I also find it hard to feel sorry for him. The man slammed his car into a
      concrete wall the day after the indictment, which said he did illegal deals for five years. His unwillingness to stand up and answer the charges certainly makes him look guilty, and the Sonics deal seemed slippery as well. There are a lot good people in the world, who earn and deserve compassion and sympathy for a lot of reasons, but he isn’t one of them.

    • art thiel

      His deeds in Seattle will never be forgiven.

      • notaboomer

        mcclendon didn’t do anything wrong re sonics except shoot off his mouth. it was schultz. avoid starbucks at all costs like kenny mayne does.

        • Tian Biao

          You are correct: Schultz is the chief culprit. I have not had a Starbucks since the deed was done, and have urged friends and family to follow suit.

  • Sammy Joe Kelly

    They prob have a lot of emails as evidence

  • Jamo57

    I think I read somewhere yesterday that Chesapeake Energy was noteworthy and made it’s mark by pioneering the technology and processes that release natural gas from shale, opening up new sources of energy. Is that a clinical way of saying they invented fracking?

    In any event, sometimes I wonder if these captains of industry, politicians, and their ilk who seek wealth, power, and prestige without regard to a “bigger picture”, ethics, or just basic lawfulness have a void within they are trying to fill that can’t be filled?

    News like this makes me ponder that question even more.

    Peace to McClendon family, the peace Aubrey may have never had.

    • art thiel

      He was a king of fracking, which ironically became so successful that it glutted the domestic market and lowered the price so that the U.S. is no longer an importer, but an exporter, although natural gas is usually too expensive to export. His business was done in by his own hand, As was he.

  • Blair Teddy

    I’ll throw stones. To hell with him and the rest of his pals. The man was a criminal and died a coward. I will live a long life knowing I’ll never be both.

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    • art thiel

      The contempt for his deeds in Seattle runs deep, deservedly. I don’t think his wife and kids deserved this outcome.

      • 1coolguy

        Well said!

  • Jeff Shope

    sounds like guilt got him

  • Comrade Suge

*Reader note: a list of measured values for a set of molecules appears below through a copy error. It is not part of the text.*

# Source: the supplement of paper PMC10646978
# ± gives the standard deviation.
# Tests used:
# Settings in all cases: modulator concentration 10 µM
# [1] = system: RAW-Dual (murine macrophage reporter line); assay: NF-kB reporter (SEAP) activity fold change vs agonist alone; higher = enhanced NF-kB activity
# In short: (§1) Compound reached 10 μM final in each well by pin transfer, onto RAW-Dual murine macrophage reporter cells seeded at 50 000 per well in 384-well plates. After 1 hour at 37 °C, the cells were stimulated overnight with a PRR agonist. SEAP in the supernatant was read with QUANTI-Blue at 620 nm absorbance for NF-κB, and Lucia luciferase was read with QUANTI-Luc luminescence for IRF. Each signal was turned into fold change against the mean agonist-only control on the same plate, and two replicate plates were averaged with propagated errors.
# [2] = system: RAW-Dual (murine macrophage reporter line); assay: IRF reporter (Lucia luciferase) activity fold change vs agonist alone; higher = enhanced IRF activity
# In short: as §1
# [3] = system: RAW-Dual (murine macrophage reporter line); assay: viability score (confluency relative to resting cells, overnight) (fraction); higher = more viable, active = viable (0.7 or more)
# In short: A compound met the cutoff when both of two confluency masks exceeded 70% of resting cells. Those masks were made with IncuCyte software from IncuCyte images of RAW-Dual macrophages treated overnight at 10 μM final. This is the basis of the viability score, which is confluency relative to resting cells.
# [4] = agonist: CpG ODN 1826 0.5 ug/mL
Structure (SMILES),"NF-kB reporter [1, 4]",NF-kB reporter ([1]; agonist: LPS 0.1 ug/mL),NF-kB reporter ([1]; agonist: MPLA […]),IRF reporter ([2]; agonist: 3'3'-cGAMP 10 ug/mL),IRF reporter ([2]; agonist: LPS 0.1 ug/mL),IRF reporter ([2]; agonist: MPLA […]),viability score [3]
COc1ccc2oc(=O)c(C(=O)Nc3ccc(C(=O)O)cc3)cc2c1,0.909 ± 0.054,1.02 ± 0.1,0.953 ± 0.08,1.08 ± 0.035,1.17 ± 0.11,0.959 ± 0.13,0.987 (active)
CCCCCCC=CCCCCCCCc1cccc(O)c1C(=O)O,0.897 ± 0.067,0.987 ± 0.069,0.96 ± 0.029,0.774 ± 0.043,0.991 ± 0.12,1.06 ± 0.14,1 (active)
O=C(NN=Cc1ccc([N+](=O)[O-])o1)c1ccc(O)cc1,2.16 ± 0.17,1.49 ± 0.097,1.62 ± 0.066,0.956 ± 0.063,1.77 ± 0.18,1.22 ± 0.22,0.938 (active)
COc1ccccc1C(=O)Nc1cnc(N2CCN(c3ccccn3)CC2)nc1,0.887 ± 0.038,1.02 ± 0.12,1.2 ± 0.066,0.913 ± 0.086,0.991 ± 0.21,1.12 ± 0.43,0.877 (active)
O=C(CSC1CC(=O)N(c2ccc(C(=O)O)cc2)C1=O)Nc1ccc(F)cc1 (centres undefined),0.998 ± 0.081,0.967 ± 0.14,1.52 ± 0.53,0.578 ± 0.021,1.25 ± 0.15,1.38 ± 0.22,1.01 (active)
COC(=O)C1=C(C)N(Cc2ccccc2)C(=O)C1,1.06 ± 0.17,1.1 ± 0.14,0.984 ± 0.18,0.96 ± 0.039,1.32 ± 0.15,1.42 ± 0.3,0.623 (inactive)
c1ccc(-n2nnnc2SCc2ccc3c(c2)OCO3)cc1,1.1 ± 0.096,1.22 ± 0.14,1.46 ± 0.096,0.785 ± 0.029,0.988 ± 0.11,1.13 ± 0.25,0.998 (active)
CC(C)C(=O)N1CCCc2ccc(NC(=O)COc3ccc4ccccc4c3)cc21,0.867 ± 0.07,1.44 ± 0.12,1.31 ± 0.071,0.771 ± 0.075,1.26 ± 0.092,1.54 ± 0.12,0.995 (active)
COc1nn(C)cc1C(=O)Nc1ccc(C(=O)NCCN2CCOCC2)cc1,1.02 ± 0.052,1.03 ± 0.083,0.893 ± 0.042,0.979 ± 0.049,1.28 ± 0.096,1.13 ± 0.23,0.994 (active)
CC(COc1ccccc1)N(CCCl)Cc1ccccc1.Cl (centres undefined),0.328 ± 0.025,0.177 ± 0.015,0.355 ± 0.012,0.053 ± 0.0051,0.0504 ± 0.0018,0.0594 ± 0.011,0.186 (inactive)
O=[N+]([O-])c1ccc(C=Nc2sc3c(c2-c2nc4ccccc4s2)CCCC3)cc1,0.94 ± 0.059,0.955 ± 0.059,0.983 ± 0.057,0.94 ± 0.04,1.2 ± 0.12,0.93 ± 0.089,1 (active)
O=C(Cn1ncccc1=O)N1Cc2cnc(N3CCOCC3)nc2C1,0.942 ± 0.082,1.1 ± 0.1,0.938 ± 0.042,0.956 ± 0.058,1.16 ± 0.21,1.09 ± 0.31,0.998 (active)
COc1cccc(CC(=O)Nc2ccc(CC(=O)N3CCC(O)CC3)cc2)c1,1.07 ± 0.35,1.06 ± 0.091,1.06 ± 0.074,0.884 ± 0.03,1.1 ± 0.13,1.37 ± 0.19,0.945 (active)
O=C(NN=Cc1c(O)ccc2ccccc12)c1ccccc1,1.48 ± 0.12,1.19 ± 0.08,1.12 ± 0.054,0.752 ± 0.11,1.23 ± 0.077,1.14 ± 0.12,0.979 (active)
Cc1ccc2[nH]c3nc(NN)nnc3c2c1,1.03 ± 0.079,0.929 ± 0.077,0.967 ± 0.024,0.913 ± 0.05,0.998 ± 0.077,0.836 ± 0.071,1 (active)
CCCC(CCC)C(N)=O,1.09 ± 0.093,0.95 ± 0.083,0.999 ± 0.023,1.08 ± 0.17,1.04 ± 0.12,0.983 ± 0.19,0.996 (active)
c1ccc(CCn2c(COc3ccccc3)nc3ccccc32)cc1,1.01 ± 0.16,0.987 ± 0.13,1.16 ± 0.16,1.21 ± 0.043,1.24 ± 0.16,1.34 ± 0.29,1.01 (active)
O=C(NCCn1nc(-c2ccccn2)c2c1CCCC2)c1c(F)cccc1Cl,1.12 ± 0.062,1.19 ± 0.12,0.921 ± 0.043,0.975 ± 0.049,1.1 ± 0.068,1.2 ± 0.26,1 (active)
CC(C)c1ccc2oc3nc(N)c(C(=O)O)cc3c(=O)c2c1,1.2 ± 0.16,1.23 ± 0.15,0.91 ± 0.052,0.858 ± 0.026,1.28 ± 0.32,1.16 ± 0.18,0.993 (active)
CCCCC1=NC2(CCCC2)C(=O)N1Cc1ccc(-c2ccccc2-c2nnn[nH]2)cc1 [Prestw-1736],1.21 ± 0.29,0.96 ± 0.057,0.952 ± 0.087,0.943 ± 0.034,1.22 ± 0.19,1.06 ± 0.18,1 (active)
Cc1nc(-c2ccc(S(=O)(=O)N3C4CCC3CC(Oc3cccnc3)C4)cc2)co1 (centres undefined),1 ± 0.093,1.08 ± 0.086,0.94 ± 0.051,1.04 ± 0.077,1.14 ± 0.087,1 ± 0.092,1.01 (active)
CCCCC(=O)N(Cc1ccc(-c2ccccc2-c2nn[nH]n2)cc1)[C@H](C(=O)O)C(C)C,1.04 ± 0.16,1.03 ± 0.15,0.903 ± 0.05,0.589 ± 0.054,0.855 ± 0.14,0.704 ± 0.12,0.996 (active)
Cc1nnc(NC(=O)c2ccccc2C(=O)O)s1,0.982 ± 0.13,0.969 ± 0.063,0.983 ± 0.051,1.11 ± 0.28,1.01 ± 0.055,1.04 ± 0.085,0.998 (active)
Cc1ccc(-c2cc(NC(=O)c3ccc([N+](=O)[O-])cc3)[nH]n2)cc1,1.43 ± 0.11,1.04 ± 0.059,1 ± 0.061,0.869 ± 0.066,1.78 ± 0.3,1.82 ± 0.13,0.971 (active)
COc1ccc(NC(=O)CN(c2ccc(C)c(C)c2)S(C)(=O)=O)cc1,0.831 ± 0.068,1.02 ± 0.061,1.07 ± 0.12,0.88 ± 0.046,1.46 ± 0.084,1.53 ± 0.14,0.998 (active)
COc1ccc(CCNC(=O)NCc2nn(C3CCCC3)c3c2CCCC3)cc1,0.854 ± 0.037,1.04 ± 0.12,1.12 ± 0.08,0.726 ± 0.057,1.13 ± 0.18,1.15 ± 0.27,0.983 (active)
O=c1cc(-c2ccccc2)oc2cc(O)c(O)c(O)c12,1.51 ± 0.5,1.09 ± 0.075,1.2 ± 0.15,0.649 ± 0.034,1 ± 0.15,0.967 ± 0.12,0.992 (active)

There seems to be a lot of outpouring of grief in Oklahoma for this man. However, he was screwing the taxpayers out of money with his crimes (so this outpouring of grief seems odd). He may have declared his innocence but his actions suggest differently.

    • art thiel

      He bought acceptance by donating millions to charity and making civic investments. It’s a trick as old as civilization.

  • Comrade Suge

    His business dealings were criminal when it came to his company but as far as the Soncs go, I honestly don’t see what was so slimy about it. We didn’t want a team here (remember that 2007 vote about taxpayer dollars and stadiums) if that meant building a new stadium. OKC wanted a team and apparently our pal Schultz was happy to sell to a group that wanted to bring a team to OKC. Sure they pretended to want to stay here but that was all contractual language since they had to at least appear to make a good-faith effort to stay here.

    • art thiel

      You’re right, it wasn’t criminal. It was deceitful and duplicitous, but not illegal. You’re also right in that the single most significant factor in the Sonics departure, once for sale, was the passage of I-91 that Seattle voters approved with a 72 percent plurality. Schultz was a scoundrel for quitting early on the Key and selling.

      • jafabian

        I’d throw Nickels under that bus as well. Wally recommended that he dig in his heels saying the OKC group wouldn’t last long if the team continued to lose money during the 3 years remaining on the Key Arena lease. Nickles instead caved saying he wanted to stay in David Stern’s good graces. Sh’yeah, right.

  • woofer

    I guess my uncharitable view is that any team owned by Howard Schultz and run by Wally Walker was eventually going to get fleeced by somebody. So it just happened to be two oil patch cowboys, Bennett and McClendon. Chesapeake was a wildly ambitious player in trying to lock up gas shale fracking assets and was leveraged to an extent that could only work out in a skyrocketing market. With the collapse of energy prices he was going to go down in flames one way or another. Looks like he opted for a quick exit. It was probably one of his better moves.

    • Comrade Suge

      So basically it was a Ponzi scheme.

  • MacPhisto92

    He drove straight into a concrete bridge embankment without leaving skid marks?? That sounds like a ‘man possessed’!